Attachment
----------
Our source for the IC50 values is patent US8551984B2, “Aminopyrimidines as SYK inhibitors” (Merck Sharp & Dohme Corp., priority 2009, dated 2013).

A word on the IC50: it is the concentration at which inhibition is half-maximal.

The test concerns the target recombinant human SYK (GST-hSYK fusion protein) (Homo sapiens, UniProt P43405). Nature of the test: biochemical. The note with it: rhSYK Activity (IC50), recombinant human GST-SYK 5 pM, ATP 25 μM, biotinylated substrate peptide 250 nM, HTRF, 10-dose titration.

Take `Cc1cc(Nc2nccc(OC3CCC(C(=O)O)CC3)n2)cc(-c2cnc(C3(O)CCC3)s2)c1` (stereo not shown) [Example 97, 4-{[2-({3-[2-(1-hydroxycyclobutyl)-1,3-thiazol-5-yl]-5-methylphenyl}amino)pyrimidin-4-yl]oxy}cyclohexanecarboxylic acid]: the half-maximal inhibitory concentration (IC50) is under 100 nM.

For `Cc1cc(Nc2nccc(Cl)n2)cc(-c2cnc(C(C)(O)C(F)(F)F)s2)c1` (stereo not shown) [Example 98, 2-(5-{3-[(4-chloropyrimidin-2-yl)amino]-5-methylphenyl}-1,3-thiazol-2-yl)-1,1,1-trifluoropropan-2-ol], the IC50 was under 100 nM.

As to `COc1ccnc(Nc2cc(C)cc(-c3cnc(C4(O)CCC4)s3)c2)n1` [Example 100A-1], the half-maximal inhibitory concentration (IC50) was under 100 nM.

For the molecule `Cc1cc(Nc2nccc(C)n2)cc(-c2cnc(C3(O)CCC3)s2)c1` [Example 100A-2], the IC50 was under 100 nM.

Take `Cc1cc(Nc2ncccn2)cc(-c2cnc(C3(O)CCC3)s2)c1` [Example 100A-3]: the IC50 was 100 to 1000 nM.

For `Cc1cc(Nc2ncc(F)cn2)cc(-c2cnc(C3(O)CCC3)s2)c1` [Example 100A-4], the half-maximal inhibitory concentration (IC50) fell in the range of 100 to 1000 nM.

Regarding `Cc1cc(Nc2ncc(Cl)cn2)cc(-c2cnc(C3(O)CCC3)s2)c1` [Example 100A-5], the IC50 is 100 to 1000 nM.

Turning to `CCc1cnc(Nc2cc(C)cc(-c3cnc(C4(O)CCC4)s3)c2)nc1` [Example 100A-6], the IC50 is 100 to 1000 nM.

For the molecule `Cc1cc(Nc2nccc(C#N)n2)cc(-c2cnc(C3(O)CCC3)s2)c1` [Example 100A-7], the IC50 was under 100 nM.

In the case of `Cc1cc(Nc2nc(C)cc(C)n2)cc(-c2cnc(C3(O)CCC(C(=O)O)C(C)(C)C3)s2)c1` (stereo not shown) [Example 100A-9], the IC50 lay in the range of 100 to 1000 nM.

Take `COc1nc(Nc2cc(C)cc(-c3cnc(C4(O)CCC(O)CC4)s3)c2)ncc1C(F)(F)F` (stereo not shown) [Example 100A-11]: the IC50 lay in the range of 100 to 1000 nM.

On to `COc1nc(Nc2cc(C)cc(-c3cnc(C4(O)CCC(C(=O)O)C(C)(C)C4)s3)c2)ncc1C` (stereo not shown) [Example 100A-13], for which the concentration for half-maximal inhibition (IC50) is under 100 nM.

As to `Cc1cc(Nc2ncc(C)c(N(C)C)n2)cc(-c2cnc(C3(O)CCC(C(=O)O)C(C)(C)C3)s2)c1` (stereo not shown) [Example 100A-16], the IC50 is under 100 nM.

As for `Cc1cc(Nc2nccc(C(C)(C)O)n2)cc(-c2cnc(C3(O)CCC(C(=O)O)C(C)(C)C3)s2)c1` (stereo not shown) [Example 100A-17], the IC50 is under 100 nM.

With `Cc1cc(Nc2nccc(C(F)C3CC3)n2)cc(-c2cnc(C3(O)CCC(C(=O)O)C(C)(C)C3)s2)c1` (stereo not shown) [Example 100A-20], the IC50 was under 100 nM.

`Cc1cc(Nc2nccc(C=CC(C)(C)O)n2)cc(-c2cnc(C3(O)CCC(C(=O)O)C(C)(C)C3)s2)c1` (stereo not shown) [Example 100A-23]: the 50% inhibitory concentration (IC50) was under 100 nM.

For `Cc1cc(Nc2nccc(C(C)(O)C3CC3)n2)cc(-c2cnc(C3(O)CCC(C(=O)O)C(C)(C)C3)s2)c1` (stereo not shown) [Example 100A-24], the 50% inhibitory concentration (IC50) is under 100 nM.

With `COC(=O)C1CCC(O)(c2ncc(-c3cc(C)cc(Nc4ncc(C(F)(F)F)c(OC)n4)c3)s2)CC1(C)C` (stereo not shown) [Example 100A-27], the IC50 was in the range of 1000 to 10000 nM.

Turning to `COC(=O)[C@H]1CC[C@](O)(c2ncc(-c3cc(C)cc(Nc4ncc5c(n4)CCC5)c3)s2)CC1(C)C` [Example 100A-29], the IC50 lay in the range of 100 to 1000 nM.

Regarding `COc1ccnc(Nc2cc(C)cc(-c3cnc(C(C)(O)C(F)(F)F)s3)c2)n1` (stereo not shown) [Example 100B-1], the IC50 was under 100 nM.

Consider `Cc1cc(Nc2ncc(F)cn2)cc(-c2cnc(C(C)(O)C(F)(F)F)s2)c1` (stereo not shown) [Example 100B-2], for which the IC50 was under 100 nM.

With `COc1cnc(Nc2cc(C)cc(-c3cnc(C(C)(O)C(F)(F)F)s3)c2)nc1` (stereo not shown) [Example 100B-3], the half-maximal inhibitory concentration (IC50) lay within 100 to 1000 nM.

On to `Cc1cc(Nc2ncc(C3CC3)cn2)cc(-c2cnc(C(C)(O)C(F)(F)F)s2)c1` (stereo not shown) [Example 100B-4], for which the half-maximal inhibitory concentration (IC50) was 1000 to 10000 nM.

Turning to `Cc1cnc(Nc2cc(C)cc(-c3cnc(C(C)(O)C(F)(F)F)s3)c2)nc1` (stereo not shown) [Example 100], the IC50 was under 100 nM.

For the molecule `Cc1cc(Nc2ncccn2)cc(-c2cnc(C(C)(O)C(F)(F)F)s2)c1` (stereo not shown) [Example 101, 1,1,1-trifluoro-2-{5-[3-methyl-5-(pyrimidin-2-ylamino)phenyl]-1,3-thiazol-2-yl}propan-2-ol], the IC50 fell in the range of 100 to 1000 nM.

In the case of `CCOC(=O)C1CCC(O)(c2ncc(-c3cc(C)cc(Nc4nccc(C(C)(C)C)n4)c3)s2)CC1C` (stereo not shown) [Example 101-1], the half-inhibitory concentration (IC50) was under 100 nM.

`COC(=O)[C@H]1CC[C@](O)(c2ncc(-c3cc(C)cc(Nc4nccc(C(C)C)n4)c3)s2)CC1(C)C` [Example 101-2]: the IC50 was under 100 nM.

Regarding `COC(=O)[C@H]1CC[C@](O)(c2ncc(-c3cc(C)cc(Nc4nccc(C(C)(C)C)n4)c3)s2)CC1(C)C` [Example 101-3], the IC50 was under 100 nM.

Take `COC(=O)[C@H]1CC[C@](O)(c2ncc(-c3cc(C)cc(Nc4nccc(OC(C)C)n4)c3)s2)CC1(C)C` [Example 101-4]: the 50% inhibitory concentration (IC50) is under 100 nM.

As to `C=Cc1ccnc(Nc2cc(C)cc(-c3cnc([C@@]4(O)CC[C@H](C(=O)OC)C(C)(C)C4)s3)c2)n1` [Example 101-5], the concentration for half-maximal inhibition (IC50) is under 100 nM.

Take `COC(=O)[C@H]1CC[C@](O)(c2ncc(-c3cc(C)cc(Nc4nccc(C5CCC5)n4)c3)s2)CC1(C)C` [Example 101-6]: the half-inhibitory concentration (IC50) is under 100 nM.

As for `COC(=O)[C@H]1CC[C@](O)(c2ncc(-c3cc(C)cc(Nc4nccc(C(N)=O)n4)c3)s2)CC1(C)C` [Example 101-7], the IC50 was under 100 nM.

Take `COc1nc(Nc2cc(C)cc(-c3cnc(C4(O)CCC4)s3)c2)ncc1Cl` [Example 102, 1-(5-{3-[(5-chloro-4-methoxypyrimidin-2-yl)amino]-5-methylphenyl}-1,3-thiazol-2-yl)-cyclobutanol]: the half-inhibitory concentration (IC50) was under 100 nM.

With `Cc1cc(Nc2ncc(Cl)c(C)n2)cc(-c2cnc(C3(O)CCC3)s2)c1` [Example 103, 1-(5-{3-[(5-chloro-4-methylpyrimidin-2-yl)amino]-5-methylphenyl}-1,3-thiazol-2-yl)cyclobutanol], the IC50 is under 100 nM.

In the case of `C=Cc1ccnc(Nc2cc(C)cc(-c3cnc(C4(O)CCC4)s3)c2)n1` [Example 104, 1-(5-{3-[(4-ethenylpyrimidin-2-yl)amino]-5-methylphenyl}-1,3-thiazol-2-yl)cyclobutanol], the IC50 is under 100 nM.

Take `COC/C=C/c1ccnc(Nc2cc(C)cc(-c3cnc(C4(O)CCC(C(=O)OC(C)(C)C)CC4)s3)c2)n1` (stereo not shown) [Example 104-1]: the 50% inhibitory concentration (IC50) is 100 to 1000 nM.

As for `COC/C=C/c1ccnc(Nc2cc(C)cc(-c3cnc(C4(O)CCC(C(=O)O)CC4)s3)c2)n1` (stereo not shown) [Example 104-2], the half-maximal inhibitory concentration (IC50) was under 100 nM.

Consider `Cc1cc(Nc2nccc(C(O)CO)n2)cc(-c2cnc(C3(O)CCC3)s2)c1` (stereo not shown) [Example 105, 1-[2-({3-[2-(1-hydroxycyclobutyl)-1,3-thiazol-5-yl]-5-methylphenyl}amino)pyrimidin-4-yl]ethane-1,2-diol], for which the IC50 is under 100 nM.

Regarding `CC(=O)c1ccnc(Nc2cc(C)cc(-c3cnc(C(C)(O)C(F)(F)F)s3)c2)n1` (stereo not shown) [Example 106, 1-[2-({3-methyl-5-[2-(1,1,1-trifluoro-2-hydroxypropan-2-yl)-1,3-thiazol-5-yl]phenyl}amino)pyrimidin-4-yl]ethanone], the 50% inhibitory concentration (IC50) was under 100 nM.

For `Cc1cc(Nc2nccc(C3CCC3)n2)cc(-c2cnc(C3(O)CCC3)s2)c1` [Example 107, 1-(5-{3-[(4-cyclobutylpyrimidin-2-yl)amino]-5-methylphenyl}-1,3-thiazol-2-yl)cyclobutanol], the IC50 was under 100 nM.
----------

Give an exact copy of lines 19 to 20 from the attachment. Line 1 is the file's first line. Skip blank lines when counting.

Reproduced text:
`Cc1cc(Nc2nccc(C=CC(C)(C)O)n2)cc(-c2cnc(C3(O)CCC(C(=O)O)C(C)(C)C3)s2)c1` (stereo not shown) [Example 100A-23]: the 50% inhibitory concentration (IC50) was under 100 nM.

For `Cc1cc(Nc2nccc(C(C)(O)C3CC3)n2)cc(-c2cnc(C3(O)CCC(C(=O)O)C(C)(C)C3)s2)c1` (stereo not shown) [Example 100A-24], the 50% inhibitory concentration (IC50) is under 100 nM.